In a recent Washington Post piece, Fareed Zakaria pondered whether America’s fascination with STEM (Science, Technology, Engineering and Math) education is putting us on a “dangerously narrow path for the future.”

The marriage of Science, Technology, Engineering and Math, and the creation of its acronym, began in the ’90s with the National Science Foundation. Since then, the leaders of education at every level, from kindergarten through college, have been pining for a greater emphasis on these specific areas while looking to decrease interest in the humanities, all for the sake of surviving and excelling in the technological age that has engulfed the globe.

But is this the right move? Wouldn’t such a centralized focus on these areas negatively affect other areas of study, most importantly, English? And doesn’t STEM demand a strong command of the English language, almost first and foremost? If being efficient in language is proportionate to how clearly one can think critically, how are students supposed to learn, study, and carry out tasks in a coherent matter, then collect their thoughts and solve the issues that require further introspection and contemplative discussion with their peers?

Zakaria said:

“The United States has led the world in economic dynamism, innovation and entrepreneurship thanks to exactly the kind of teaching we are now told to defenestrate. A broad general education helps foster critical thinking and creativity. Exposure to a variety of fields produces synergy and cross fertilization. Yes, science and technology are crucial components of this education, but so are English and philosophy.”

In terms of possessing the right tools to get a job, Zakaria mentions a survey that was recently done with more than 100 business leaders by management consultant Andrew Benett. Benett found that out of those 100 business leaders, 84 of them said “they would rather hire smart, passionate people, even if they didn’t have the exact skills their companies needed.” And, adding to that, in 2013, two Oxford scholars did an in-depth study of employment and came to the conclusion that, in order for workers to retain jobs without the worry of being replaced by computers, the most important skills they can have are “creative and social skills.” This is in line with Zakaria’s belief that “Critical thinking is, in the end, the only way to protect American jobs.”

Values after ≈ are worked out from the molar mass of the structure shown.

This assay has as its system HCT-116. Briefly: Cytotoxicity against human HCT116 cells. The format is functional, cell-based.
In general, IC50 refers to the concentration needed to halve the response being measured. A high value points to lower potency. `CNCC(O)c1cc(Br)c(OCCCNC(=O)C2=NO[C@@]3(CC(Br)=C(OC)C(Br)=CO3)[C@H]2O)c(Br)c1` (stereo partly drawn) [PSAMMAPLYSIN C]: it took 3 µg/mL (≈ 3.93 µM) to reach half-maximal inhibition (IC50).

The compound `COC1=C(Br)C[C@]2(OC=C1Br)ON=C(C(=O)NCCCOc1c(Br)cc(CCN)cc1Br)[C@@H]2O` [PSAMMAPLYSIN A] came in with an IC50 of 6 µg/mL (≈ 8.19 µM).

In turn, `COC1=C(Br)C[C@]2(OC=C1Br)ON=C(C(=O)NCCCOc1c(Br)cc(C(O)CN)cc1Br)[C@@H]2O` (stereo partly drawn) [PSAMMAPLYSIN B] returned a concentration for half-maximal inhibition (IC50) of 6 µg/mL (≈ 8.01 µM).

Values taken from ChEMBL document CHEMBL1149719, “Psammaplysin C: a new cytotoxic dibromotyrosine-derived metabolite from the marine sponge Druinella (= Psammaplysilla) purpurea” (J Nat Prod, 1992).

Amazon founder Jeff Bezos agrees. Zakaria relates a Forbes story in which Bezos says he and his staff begin business meetings by reading six-page, printed memos in complete silence for about 30 minutes.

“Full sentences are harder to write,” Bezos explained. “They have verbs. The paragraphs have topic sentences. There is no way to write a six-page, narratively structured memo and not have clear thinking.”

That’s not to say that our interest in STEM is misguided. Students would benefit the most educationally, possibly emotionally, if they were allowed to learn in a diverse and rich pool of studies, free to choose what areas they’re interested in. They are, after all, individuals, no matter how young or old. It doesn’t make sense to focus them on one specified area just because it’s what’s being championed by President Obama and propagated by government officials and companies who think, like always, that the individual can be sacrificed for the good of the country and its economy.

So where, at this juncture in time, do we turn? Where do you think we should venture – further into the external, into that which is mechanically and inherently detached from ourselves, into the illusory nature of technology, or into ourselves ?